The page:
There is an incredible sense of uncertainty and confusion in Britain just now.

Talking to friends in St Albans and Harpenden, no one knows what is going to happen.

We are no longer following a well-trodden footpath in a clear direction. We are on a theme park ride with no idea of what stomach-wrenching twist is due next.

Even the political commentators are stressing that no one is sure what will be next week’s dive or water-splash, let alone any final outcome, in the roller-coaster ride we are all strapped into. 

We’ve had the surprise loop of a unanimous decision from the 11 Supreme Court judges that the suspension of Parliament was unlawful. We had not seen that coming.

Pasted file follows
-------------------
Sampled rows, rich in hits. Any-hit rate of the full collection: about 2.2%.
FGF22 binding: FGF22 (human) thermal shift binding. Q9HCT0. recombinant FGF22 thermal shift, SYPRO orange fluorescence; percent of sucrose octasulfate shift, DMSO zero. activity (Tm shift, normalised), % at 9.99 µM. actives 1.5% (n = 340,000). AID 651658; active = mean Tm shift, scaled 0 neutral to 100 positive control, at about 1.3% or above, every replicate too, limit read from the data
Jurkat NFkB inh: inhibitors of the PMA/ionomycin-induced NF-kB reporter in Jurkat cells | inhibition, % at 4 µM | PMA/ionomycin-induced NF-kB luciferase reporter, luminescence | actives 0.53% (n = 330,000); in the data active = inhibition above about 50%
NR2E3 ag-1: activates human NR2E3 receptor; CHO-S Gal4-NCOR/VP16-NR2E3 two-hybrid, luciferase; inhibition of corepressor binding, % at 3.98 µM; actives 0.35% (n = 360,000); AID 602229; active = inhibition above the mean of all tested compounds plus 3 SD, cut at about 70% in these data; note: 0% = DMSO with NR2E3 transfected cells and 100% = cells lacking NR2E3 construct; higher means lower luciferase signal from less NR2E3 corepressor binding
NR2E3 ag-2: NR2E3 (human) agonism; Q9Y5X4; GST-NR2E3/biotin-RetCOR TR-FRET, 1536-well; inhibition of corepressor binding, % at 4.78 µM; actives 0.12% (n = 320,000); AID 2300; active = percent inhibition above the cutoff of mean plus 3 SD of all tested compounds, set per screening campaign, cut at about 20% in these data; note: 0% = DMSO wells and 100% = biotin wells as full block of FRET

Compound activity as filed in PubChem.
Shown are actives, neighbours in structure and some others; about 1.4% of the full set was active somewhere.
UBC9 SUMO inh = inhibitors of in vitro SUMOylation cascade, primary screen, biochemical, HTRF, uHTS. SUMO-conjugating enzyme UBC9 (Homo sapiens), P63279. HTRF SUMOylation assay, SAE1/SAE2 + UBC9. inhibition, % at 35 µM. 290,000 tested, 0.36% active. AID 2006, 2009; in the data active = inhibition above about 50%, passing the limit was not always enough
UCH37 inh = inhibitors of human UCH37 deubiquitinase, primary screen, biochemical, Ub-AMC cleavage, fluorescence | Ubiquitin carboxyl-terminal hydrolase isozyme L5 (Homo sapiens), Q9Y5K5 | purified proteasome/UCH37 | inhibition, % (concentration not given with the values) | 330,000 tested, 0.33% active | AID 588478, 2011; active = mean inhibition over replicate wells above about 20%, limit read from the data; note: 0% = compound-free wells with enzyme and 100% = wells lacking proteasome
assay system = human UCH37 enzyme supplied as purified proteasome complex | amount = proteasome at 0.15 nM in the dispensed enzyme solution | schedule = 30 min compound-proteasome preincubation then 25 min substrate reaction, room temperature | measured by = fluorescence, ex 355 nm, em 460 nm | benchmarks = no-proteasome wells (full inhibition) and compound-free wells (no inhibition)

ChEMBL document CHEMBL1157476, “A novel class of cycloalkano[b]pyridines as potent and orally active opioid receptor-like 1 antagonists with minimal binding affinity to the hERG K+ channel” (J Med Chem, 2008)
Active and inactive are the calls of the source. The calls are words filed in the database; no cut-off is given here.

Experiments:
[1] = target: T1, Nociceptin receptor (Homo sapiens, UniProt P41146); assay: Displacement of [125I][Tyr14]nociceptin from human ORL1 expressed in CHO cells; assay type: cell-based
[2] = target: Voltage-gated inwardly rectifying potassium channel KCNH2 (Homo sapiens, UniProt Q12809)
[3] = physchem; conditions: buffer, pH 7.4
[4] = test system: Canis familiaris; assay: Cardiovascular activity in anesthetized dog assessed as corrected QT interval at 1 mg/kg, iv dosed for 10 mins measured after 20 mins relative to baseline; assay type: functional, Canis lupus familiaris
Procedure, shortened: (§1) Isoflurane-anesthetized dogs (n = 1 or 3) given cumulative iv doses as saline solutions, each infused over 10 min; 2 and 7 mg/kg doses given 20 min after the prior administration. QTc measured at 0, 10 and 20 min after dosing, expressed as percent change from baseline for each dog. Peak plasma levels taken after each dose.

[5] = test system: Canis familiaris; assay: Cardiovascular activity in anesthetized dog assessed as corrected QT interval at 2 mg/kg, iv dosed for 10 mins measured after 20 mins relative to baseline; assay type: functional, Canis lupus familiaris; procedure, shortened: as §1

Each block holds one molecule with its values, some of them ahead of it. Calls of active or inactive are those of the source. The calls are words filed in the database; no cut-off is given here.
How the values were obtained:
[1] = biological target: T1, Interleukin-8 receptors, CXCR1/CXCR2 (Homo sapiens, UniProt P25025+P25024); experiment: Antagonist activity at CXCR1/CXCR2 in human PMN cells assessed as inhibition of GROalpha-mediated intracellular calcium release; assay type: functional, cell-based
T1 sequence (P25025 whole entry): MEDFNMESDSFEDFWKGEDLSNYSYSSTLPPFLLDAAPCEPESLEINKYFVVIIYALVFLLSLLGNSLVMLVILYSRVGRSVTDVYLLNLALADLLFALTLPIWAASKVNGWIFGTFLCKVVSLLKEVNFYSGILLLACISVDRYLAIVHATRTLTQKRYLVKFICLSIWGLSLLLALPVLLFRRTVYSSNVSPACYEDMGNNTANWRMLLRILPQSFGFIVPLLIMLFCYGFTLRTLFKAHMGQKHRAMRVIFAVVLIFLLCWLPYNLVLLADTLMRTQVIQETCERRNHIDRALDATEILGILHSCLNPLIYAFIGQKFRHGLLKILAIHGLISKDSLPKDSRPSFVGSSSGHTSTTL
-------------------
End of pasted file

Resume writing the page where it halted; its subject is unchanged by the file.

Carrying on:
And then undignified rhetoric in the Commons.

By the time this appears in the printed version of the Review next week, who knows what twists and turns there may have been.

We never had a chance to check it all out before we found ourselves on board, gathering speed.

But in this confusion Christians claim that some future outcomes are certain and true.

At many of our church services we recite a Creed, a statement of what we believe.

Jesus Christ was born of a virgin, was crucified so that we could receive forgiveness, was powerfully raised to life, ascended into heaven and – here is the future event – will return one day in glory as judge.

No Prime Minister, not even the highest court in the land, will carry any weight at that point.

As we hurtle round the next bend in the confusion of our country today, Christians hold on to such assurance.